THIRUVANANTHAPURAM: The ‘man who grew the giant yam’ is now the ‘man who grows paddy on the rooftop’. Onam is round the corner, and R Raveendran is sure that there will be enough paddy to last ten days of ‘sadya.’
Like the 275 kg African White Yam which got him a place in the Limca Book of Records, paddy grown in pots on a 300-square-feet terrace is an interesting sight. There are around thirty pots, and he says each can yield half a kilogram rice. Placed on a grid-like GI structure, the pots are watered once in three days. An upland rice variety called ‘Uma’ has been used.
He seems to be in sync with the recent fad of agriculture on the rooftop. But Raveendran has been experimenting with it since 1998, and started achieving good results in 2002.
The latest that he has to share is the response of the crops to ‘Hridhayamruth’, a manure which he developed using cooking waste, leftovers, leaves of various kinds, jaggery and sardine. It does not reek of any of its ingredients. He had first used it on leafy vegetables, and later for plantain. “It yielded a 53-kilogram bunch of bananas,” says Raveendran. This year, he has figured out that it works equally well for the paddy.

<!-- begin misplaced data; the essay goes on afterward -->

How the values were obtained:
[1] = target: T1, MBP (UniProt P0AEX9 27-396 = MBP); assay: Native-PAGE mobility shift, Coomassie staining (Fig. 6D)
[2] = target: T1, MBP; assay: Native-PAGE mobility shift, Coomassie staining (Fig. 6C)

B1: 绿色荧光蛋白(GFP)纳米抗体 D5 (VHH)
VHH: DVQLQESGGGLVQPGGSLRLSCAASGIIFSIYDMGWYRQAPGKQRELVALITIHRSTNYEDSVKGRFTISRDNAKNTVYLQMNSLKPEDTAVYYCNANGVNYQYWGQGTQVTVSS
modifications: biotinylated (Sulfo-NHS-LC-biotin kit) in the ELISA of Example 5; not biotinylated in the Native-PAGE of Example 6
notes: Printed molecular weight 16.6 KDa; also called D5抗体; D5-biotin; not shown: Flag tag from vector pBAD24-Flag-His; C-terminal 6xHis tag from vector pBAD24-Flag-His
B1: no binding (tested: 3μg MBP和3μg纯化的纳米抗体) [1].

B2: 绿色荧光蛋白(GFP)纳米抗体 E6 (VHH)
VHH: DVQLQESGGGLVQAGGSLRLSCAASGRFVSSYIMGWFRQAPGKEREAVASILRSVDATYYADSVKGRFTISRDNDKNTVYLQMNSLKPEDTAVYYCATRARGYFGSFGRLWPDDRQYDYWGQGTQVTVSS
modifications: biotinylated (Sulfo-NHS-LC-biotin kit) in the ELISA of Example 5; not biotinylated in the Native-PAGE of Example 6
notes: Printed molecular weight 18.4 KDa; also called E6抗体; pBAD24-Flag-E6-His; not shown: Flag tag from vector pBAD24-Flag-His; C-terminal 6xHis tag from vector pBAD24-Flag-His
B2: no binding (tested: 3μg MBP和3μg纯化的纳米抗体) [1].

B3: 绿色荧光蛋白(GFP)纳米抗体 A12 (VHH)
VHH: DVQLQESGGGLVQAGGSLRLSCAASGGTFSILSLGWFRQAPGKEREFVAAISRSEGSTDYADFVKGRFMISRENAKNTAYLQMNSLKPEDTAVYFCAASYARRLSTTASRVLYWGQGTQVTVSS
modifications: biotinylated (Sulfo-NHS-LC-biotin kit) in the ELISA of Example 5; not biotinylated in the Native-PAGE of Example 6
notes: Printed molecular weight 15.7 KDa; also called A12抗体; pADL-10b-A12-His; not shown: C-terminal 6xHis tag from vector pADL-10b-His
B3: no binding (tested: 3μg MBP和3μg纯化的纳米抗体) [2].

For those who would like to try the ‘Hridhayamruth’, he sells it at a rate of Rs 150-Rs 250 (the money depends on the cost of making it). But he would be happy to share how to make it. In fact, he would be happy to share every trick up his sleeve.
His house at Pongummoodu would be frequented by strangers from far and wide. So it would not be unusual for the old man at the furniture shop in front of KWA, Pongummoodu, to double up as a guide.
The showcase at his house is full of accolades from renowned institutes like CTCRI and Indian Agriculture Research Institute. Agricultural Technology Management Agency recently awarded him with a cash prize of Rs 50,000 for the ‘Farmer-led Technologies’ he has contributed. The officials commented that it was not just the innovative techniques, but his will to educate others, which got him the award.
Raveendran goes to various residential associations to speak about his techniques. He would sound like he is sharing a religion, when he says, “I believe in the powers of the purple passion fruit.” He would get you a fruit to taste, just in case you don’t have faith in what he says.